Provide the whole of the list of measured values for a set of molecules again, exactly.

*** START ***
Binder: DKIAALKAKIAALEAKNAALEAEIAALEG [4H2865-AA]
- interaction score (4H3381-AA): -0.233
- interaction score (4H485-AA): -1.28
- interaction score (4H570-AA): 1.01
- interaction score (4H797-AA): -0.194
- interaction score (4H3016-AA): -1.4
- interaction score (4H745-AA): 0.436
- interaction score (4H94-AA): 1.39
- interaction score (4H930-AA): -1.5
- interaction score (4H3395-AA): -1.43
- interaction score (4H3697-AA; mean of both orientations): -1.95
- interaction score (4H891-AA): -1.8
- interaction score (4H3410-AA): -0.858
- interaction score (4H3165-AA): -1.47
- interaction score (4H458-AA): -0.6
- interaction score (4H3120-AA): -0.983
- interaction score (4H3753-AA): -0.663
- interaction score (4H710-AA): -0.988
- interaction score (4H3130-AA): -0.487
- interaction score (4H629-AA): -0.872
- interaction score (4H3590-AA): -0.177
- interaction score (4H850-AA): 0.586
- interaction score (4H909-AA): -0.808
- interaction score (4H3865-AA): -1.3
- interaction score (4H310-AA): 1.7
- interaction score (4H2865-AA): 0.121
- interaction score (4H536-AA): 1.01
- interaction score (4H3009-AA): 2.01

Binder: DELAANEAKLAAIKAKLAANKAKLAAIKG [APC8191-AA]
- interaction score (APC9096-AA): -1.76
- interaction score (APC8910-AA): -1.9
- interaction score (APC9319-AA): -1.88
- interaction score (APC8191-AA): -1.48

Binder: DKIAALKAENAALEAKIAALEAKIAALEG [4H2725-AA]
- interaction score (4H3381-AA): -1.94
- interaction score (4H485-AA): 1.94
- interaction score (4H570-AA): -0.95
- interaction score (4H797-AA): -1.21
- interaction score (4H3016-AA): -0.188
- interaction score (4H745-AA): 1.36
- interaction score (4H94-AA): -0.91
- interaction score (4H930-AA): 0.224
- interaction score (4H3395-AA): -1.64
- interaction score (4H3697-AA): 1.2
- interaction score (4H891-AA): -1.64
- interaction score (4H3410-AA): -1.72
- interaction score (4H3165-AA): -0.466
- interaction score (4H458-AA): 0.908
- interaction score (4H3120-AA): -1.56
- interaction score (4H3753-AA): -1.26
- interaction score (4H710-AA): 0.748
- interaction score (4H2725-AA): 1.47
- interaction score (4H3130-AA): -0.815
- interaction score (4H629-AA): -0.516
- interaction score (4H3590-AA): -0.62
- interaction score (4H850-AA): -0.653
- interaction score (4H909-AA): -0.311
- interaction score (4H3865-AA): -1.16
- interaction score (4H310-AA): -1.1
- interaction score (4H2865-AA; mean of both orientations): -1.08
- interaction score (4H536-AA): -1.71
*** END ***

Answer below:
Binder: DKIAALKAKIAALEAKNAALEAEIAALEG [4H2865-AA]
- interaction score (4H3381-AA): -0.233
- interaction score (4H485-AA): -1.28
- interaction score (4H570-AA): 1.01
- interaction score (4H797-AA): -0.194
- interaction score (4H3016-AA): -1.4
- interaction score (4H745-AA): 0.436
- interaction score (4H94-AA): 1.39
- interaction score (4H930-AA): -1.5
- interaction score (4H3395-AA): -1.43
- interaction score (4H3697-AA; mean of both orientations): -1.95
- interaction score (4H891-AA): -1.8
- interaction score (4H3410-AA): -0.858
- interaction score (4H3165-AA): -1.47
- interaction score (4H458-AA): -0.6
- interaction score (4H3120-AA): -0.983
- interaction score (4H3753-AA): -0.663
- interaction score (4H710-AA): -0.988
- interaction score (4H3130-AA): -0.487
- interaction score (4H629-AA): -0.872
- interaction score (4H3590-AA): -0.177
- interaction score (4H850-AA): 0.586
- interaction score (4H909-AA): -0.808
- interaction score (4H3865-AA): -1.3
- interaction score (4H310-AA): 1.7
- interaction score (4H2865-AA): 0.121
- interaction score (4H536-AA): 1.01
- interaction score (4H3009-AA): 2.01

Binder: DELAANEAKLAAIKAKLAANKAKLAAIKG [APC8191-AA]
- interaction score (APC9096-AA): -1.76
- interaction score (APC8910-AA): -1.9
- interaction score (APC9319-AA): -1.88
- interaction score (APC8191-AA): -1.48

Binder: DKIAALKAENAALEAKIAALEAKIAALEG [4H2725-AA]
- interaction score (4H3381-AA): -1.94
- interaction score (4H485-AA): 1.94
- interaction score (4H570-AA): -0.95
- interaction score (4H797-AA): -1.21
- interaction score (4H3016-AA): -0.188
- interaction score (4H745-AA): 1.36
- interaction score (4H94-AA): -0.91
- interaction score (4H930-AA): 0.224
- interaction score (4H3395-AA): -1.64
- interaction score (4H3697-AA): 1.2
- interaction score (4H891-AA): -1.64
- interaction score (4H3410-AA): -1.72
- interaction score (4H3165-AA): -0.466
- interaction score (4H458-AA): 0.908
- interaction score (4H3120-AA): -1.56
- interaction score (4H3753-AA): -1.26
- interaction score (4H710-AA): 0.748
- interaction score (4H2725-AA): 1.47
- interaction score (4H3130-AA): -0.815
- interaction score (4H629-AA): -0.516
- interaction score (4H3590-AA): -0.62
- interaction score (4H850-AA): -0.653
- interaction score (4H909-AA): -0.311
- interaction score (4H3865-AA): -1.16
- interaction score (4H310-AA): -1.1
- interaction score (4H2865-AA; mean of both orientations): -1.08
- interaction score (4H536-AA): -1.71